Protecting Cabinets from Shipping Damage

      Cabinets often suffer damage if shipped by truck or rail. Here's advice on packaging for protection. October 12, 2012

I'm looking for a little advice on shipping laminate cabinets. I currently finish the cabinet and wrap it with shrink wrap. I know some guys foam wrap and then shrink wrap. This is taking too long for me. I don't like the idea of my profit being spent on two guys wrapping a cabinet. How is everyone else doing it? Is there a more efficient way? I am just not big enough to have a power wrapper.

Forum Responses
(Cabinetmaking Forum)
From contributor Y:
Most of our production is shipped coast to coast so I have 20 plus years of experience with shipping. If at all possible ship in full truckloads that you load at your own dock. If there are not enough cabinets for a full truckload how about using a pup? Depending on where you are and where it's going these two ways can be reasonably priced. For small jobs we will get a pup and not fill it all the way.

Itís less expensive than the damage from a common carrier. Another alternative is to request a sealed divider. They will bring an empty trailer with some load bars and sheets of plywood. You load the nose of the trailer and put the sealed divider behind it. Your part of the load never gets moved but they pack the rest of the trailer with whatever they can. Your stuff is delivered to your customer, last thing off the trailer. Even if you could put your stuff in a cast iron crate it would get damaged if sent common carrier.

From contributor S:
Considering it is their line of work, you would think shipping companies would be better at it. It's hard to believe a whole industry can be so bad at their chosen profession. Shipping is probably the most frustrating part of any manufacturing companieís day. You see employees taking more time to package a cabinet than it took them to build it. Until someone takes the whole lot of them to task, I am afraid it is just a case of trial and error. What works with one carrier doesn't work with the next one.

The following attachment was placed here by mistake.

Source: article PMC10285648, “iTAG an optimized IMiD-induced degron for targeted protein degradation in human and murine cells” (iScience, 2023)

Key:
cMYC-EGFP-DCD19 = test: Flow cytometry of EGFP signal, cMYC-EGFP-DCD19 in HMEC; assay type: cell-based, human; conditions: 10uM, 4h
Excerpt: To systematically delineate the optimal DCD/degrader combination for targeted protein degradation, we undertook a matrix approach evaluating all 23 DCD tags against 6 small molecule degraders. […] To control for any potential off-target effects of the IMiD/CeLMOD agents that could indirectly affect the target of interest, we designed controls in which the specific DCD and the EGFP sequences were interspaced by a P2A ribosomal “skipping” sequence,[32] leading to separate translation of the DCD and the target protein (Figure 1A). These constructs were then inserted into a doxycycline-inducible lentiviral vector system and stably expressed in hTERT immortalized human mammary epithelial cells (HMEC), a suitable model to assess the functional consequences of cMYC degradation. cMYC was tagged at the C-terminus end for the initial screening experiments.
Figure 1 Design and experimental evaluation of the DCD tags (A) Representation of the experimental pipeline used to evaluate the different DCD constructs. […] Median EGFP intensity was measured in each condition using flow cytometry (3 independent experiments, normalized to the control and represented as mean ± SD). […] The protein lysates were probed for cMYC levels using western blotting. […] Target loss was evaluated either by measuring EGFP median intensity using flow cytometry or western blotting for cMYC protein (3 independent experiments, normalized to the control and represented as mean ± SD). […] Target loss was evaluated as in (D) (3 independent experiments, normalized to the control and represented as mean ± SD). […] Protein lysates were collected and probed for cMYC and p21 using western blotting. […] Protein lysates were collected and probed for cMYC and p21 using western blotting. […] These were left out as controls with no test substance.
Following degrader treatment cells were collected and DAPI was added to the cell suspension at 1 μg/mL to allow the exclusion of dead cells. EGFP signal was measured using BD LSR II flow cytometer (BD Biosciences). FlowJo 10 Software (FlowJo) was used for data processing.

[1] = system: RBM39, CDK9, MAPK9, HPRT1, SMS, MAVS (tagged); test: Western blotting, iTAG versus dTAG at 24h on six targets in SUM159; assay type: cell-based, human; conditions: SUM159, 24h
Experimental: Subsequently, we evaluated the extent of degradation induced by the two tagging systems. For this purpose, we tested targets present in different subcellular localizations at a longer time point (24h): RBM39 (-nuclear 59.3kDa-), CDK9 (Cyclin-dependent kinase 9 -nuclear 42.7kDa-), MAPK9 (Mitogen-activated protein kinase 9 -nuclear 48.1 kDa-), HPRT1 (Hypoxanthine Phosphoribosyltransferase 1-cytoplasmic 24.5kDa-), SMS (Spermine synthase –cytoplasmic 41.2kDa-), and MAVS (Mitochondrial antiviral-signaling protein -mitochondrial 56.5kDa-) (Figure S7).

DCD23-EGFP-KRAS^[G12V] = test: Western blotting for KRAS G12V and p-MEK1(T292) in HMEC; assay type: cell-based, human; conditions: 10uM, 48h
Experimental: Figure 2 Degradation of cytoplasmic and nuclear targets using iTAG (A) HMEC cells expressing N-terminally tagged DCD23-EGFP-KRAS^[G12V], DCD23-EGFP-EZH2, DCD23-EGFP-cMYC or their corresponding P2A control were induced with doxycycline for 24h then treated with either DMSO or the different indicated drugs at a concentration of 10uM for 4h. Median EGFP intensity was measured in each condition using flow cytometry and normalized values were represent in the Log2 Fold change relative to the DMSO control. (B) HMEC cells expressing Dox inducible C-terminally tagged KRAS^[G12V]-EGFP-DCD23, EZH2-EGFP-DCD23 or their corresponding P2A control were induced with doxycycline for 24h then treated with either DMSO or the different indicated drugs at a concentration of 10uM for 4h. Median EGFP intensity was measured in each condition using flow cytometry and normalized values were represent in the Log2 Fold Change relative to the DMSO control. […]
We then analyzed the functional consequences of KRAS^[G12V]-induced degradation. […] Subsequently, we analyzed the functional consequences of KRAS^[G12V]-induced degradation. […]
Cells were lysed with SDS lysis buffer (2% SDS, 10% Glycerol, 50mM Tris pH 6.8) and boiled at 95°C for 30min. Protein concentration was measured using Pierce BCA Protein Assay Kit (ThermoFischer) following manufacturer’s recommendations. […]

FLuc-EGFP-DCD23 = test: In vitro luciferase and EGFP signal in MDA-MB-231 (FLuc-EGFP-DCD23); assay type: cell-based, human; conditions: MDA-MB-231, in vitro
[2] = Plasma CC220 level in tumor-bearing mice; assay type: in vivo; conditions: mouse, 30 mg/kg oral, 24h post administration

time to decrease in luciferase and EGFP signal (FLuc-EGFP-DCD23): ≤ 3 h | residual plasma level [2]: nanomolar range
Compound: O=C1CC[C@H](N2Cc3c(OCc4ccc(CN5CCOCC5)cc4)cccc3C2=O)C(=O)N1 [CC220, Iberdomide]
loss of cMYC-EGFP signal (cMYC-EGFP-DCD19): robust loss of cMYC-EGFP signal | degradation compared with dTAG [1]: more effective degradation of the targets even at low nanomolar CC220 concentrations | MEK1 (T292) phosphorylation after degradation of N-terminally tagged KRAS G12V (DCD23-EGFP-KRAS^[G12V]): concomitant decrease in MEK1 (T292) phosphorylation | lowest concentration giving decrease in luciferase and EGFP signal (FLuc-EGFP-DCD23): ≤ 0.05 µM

From contributor P:
Add a clause for damage to be paid for by shipper depending on who is shipping. I have to ship some soon and I am going to do a pod. Not sure if that is what was mentioned above by "pup".

From the original questioner:
I think you all might have misunderstood me. I am not having damage. I am trying not to waste too much money on wrapping cabinets. Does anybody have a better way to wrap cabinets other than just walking around them in circles?

From contributor Y:
I thought you were having to spend too much time and material to protect them during shipping. If you are transporting them in your own truck or a rental use furniture pads and just enough stretch film to keep the doors closed. A pup is one of the about 1/2 length semi-trailers you see being pulled two at a time.

From contributor B:
Expect damage. I would at least wrap them with bubble wrap or something more than stretch wrap. Loading the front of the trailer will certainly be helpful. They will (probably) pay for damage eventually, but until you get replacements to the customer you are not going to get paid.

I shipped a kitchen to Wisconsin from Montana, and the fork lift fork had gone through two of the cabinets. I shipped two new backs and four new doors, and after six months of trying to get paid for the damage, I decided it wasn't worth the heart attack and just dropped it.

From contributor U:
If it is a custom job you are shipping to and it is big enough to make it pay, ship the cabinet parts unassembled in a plywood crate. Then travel to the installation site and assemble and install there. I have done this several times with great results.

From contributor O:
I have been successful with common carrier using 4x4 pallets - 4 base cabinets all good faces facing in, 3/4 cdx on 4 sides and top screwed together with 1 1/2" screws. The side of the crate overlaps the side of the pallet.

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